Blog Posts

SIDS and Safety

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Moms do it, dads do it, even monkeys in the zoo do it.

The other day I went to the Central Park Zoo and saw a mother monkey sleeping tightly together with her little baby. Reading the headlines about a new British Medical Journal study connecting SIDS and co-sleeping keeps bringing me back to this image and I keep asking myself, “How can something as natural and instinctive as sleeping close to your kids be dangerous?”

When it comes to something as devastating as SIDS, it is hard to take lightly any potential evidence about what might cause it. But it’s also important to be level-headed and use common sense when analyzing the various factors.

The researchers conclude that sleeping with your baby greatly increases the risk for SIDS. This is a striking statement based on a large study published in a medical journal. But flaws in the research have already been highlighted by members of the medical community in many forums online. As far as I can see the biggest issues with the study are that bedding safety is not included as a factor, and what constitutes “breastfeeding” (a little, a lot, etc) is not established nor are the uses of drugs and alcohol properly examined.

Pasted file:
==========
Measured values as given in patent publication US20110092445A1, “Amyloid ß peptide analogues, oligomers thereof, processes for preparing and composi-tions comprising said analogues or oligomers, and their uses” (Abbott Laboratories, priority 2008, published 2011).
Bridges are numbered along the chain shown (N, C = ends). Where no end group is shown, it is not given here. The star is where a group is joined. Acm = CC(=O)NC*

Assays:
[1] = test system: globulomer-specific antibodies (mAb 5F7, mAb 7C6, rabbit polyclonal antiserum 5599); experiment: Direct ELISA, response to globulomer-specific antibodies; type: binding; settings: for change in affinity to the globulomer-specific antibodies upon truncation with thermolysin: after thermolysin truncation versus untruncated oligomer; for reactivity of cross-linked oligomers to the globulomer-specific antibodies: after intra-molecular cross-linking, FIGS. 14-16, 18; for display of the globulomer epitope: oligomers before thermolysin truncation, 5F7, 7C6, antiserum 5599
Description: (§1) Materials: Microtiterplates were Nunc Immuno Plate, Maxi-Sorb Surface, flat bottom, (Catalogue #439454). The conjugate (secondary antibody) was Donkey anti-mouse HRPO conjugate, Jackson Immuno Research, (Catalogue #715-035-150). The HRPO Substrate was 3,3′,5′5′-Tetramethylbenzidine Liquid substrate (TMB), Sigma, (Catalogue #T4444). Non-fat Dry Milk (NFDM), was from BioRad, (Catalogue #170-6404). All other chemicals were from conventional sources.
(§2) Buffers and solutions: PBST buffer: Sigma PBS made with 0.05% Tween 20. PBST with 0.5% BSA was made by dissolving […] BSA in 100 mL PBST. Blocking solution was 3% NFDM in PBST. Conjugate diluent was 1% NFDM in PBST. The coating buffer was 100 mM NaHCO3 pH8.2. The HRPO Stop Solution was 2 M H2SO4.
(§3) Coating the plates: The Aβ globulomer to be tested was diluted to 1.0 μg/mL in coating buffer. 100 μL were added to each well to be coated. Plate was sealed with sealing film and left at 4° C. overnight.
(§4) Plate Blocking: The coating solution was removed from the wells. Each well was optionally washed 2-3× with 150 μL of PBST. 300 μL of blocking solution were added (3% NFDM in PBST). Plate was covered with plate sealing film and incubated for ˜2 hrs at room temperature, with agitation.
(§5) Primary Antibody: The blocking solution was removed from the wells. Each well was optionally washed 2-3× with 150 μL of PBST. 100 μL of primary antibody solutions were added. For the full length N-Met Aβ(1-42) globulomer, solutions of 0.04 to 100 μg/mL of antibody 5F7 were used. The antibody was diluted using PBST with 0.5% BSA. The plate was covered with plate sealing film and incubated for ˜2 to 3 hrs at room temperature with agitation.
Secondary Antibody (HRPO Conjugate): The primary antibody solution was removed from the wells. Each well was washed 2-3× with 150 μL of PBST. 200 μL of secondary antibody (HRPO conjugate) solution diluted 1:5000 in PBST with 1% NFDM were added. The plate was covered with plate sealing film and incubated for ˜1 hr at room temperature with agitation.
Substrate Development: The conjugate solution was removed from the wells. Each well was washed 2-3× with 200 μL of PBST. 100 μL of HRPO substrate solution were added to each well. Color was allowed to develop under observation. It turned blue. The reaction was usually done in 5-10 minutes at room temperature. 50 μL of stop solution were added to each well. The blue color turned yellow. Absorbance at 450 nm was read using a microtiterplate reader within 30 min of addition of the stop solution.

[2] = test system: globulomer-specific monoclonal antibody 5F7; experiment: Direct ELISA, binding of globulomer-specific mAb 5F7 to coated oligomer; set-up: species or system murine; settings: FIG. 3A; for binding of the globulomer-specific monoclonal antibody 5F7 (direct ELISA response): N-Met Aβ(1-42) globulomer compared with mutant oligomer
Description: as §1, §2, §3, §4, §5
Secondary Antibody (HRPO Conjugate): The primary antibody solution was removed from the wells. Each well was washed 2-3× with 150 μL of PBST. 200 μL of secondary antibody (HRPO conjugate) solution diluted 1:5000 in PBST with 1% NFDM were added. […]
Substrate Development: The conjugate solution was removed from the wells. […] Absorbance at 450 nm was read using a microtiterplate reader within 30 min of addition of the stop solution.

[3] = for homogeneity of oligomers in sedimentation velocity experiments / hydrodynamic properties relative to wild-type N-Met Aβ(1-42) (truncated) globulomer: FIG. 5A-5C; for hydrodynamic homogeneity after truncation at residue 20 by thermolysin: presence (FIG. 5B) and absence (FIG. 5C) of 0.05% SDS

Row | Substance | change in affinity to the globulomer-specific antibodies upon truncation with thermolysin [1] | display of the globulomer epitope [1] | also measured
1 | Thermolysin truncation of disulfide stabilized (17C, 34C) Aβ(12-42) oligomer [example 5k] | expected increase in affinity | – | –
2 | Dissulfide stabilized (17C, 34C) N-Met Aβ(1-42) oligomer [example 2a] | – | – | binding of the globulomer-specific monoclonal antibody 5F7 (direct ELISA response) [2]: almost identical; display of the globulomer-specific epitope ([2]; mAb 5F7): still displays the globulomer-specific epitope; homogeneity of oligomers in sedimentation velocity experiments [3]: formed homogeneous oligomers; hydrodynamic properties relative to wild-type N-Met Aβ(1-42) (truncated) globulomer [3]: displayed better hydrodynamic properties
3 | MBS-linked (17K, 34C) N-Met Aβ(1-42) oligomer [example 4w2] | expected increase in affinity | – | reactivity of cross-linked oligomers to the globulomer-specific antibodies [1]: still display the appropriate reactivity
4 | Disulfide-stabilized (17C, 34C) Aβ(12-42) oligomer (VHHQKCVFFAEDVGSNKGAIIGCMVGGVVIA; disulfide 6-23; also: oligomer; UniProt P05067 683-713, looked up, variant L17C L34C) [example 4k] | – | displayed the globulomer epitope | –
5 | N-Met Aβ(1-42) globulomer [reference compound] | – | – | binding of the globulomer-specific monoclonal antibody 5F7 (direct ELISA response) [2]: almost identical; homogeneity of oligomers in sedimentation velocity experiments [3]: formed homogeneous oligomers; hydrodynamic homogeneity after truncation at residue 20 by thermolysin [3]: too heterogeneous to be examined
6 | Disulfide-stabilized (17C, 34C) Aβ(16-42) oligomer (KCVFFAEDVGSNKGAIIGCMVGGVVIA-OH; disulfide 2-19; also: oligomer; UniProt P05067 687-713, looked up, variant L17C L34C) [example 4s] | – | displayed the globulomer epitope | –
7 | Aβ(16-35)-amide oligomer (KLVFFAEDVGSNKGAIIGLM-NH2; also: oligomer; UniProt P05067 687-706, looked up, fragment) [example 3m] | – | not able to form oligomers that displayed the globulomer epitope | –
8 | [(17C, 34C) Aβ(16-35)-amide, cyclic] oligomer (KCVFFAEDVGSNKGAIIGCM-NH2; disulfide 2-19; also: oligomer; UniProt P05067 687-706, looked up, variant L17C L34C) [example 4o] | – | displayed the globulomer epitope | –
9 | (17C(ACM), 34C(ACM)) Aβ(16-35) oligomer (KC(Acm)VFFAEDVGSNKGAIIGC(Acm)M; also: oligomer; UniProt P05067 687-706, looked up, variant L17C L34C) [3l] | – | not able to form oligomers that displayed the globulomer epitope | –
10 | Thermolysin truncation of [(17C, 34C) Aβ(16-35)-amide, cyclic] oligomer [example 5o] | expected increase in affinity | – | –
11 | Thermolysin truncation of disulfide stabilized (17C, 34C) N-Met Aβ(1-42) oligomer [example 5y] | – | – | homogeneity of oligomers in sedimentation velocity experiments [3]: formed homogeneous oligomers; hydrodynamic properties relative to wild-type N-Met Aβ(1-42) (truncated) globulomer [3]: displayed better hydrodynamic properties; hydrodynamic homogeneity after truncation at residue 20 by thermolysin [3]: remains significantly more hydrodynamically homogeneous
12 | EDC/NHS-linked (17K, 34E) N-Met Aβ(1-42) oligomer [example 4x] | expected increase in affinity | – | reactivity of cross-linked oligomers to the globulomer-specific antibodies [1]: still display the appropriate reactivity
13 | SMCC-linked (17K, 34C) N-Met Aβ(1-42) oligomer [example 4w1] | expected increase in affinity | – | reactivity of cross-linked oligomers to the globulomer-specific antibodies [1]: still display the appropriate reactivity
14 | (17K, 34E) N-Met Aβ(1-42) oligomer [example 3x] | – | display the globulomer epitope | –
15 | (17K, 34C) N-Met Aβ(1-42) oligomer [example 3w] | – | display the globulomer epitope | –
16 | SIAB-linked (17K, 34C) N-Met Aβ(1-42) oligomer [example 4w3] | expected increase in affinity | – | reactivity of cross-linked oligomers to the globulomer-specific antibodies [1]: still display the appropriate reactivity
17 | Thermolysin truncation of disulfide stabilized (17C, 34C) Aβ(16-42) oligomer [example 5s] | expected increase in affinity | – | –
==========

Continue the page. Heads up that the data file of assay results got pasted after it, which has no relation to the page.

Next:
This is a shame because bedding safety, breastfeeding and drug-use are huge factors in infant sleep safety. Most of the time alcohol and drugs are the culprit and this study only took into consideration illicit drugs (not more common narcotic painkillers and sleeping pills). It also didn’t look into the use of drugs by both parents, only by mothers.

When these factors are not properly included, it’s impossible to determine whether co-sleeping, on it’s own, is inherently dangerous. We will see if the BMJ or study authors respond to criticisms. In the meantime, the news headlines can be misleading and unnecessarily frightening.

Now I have to confess that we had our three girls in our bed when they were babies and to this day I remember how keenly aware I was of their little presences and the happiness I felt being close to them. If I were in that situation now—having read this study—I would not change a thing. I would still cautiously sleep close to my babies, just like the monkeys in Central Park.


– Michel Cohen